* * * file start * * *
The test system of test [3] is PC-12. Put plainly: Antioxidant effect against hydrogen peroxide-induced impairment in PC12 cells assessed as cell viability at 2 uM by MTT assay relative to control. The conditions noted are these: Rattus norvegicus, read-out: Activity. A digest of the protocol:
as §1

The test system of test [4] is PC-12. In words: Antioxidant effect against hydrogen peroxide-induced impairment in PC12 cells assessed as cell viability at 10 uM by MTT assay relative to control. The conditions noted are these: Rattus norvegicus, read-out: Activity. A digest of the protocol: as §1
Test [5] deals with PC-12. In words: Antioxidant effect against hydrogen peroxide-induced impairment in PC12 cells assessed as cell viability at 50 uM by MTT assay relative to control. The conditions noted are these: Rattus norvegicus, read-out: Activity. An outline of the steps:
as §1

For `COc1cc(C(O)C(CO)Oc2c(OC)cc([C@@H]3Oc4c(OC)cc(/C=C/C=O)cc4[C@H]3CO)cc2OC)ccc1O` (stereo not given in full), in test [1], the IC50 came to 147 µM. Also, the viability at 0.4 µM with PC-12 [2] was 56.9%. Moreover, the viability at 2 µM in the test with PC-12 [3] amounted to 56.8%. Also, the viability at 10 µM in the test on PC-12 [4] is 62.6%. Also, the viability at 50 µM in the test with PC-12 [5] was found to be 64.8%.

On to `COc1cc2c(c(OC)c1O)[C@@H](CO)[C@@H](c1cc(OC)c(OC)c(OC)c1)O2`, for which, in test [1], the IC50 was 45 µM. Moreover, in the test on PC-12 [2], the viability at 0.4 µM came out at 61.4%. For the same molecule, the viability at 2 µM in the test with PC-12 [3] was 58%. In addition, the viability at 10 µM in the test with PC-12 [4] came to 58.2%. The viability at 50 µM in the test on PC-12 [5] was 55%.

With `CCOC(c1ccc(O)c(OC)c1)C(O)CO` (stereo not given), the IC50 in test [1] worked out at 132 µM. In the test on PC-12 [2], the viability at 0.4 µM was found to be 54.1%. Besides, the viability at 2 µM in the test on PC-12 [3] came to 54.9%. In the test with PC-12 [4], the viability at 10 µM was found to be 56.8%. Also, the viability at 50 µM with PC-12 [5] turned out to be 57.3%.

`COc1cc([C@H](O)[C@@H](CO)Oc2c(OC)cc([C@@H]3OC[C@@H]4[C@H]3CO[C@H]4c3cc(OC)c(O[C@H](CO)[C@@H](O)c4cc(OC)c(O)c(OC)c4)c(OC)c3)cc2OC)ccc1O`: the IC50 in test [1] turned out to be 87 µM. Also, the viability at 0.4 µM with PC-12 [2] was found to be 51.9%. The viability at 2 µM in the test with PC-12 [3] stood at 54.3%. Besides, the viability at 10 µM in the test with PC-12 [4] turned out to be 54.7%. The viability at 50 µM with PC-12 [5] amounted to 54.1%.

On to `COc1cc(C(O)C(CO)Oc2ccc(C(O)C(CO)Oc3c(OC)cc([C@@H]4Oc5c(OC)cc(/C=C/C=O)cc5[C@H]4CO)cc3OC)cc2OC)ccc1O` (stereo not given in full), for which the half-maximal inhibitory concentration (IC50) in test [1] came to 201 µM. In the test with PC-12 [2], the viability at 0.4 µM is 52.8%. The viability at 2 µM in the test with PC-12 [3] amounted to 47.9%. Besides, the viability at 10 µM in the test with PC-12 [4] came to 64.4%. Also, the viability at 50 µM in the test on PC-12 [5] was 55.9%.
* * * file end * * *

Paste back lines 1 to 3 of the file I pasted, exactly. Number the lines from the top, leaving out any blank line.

The test system of test [3] is PC-12. Put plainly: Antioxidant effect against hydrogen peroxide-induced impairment in PC12 cells assessed as cell viability at 2 uM by MTT assay relative to control. The conditions noted are these: Rattus norvegicus, read-out: Activity. A digest of the protocol:
as §1

The test system of test [4] is PC-12. In words: Antioxidant effect against hydrogen peroxide-induced impairment in PC12 cells assessed as cell viability at 10 uM by MTT assay relative to control. The conditions noted are these: Rattus norvegicus, read-out: Activity. A digest of the protocol: as §1